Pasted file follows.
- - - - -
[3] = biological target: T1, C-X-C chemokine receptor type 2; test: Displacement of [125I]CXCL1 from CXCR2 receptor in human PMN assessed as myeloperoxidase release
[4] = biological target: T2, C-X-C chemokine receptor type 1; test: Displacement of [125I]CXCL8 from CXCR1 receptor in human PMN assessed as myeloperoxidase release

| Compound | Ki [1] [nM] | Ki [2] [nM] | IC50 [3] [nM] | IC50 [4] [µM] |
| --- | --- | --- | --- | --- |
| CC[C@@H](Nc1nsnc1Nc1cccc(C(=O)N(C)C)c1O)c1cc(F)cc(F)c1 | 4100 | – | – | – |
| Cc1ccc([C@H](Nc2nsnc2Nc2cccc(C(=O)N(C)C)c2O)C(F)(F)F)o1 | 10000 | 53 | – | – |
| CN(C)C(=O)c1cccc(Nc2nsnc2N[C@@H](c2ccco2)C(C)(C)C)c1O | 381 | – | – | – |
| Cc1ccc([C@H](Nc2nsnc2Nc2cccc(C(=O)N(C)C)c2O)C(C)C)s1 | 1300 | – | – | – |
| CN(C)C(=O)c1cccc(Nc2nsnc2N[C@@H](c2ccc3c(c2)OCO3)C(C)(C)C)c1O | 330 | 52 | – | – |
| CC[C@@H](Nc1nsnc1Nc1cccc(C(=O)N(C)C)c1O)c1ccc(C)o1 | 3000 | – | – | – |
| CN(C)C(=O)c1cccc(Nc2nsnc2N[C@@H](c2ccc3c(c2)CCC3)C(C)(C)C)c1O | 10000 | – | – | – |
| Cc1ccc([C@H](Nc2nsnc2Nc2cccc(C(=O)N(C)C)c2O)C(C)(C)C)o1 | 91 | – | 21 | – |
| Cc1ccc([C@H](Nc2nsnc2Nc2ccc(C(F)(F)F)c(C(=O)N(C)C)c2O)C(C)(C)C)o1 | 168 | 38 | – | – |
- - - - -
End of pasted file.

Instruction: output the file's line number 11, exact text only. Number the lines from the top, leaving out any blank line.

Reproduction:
| CN(C)C(=O)c1cccc(Nc2nsnc2N[C@@H](c2ccc3c(c2)CCC3)C(C)(C)C)c1O | 10000 | – | – | – |